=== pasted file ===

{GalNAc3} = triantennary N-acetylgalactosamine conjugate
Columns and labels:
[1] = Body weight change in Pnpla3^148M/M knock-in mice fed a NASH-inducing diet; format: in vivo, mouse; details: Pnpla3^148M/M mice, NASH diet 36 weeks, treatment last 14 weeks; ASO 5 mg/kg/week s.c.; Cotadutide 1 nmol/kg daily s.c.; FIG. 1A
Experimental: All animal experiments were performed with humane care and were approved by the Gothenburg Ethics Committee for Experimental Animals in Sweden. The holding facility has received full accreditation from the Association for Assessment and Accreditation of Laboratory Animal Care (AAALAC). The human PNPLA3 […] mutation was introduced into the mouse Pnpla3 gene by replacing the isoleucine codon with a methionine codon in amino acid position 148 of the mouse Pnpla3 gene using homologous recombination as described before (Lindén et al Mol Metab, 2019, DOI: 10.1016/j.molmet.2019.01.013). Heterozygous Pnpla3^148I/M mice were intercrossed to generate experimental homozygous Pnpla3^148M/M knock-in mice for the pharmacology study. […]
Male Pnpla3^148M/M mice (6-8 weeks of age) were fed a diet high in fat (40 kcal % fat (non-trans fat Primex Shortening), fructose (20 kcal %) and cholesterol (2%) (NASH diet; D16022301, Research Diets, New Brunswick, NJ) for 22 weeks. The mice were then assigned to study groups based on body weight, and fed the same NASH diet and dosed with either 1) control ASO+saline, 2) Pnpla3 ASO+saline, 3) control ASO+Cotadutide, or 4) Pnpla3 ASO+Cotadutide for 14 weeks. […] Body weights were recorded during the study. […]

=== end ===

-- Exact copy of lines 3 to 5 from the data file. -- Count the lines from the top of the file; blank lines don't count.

[1] = Body weight change in Pnpla3^148M/M knock-in mice fed a NASH-inducing diet; format: in vivo, mouse; details: Pnpla3^148M/M mice, NASH diet 36 weeks, treatment last 14 weeks; ASO 5 mg/kg/week s.c.; Cotadutide 1 nmol/kg daily s.c.; FIG. 1A
Experimental: All animal experiments were performed with humane care and were approved by the Gothenburg Ethics Committee for Experimental Animals in Sweden. The holding facility has received full accreditation from the Association for Assessment and Accreditation of Laboratory Animal Care (AAALAC). The human PNPLA3 […] mutation was introduced into the mouse Pnpla3 gene by replacing the isoleucine codon with a methionine codon in amino acid position 148 of the mouse Pnpla3 gene using homologous recombination as described before (Lindén et al Mol Metab, 2019, DOI: 10.1016/j.molmet.2019.01.013). Heterozygous Pnpla3^148I/M mice were intercrossed to generate experimental homozygous Pnpla3^148M/M knock-in mice for the pharmacology study. […]
Male Pnpla3^148M/M mice (6-8 weeks of age) were fed a diet high in fat (40 kcal % fat (non-trans fat Primex Shortening), fructose (20 kcal %) and cholesterol (2%) (NASH diet; D16022301, Research Diets, New Brunswick, NJ) for 22 weeks. The mice were then assigned to study groups based on body weight, and fed the same NASH diet and dosed with either 1) control ASO+saline, 2) Pnpla3 ASO+saline, 3) control ASO+Cotadutide, or 4) Pnpla3 ASO+Cotadutide for 14 weeks. […] Body weights were recorded during the study. […]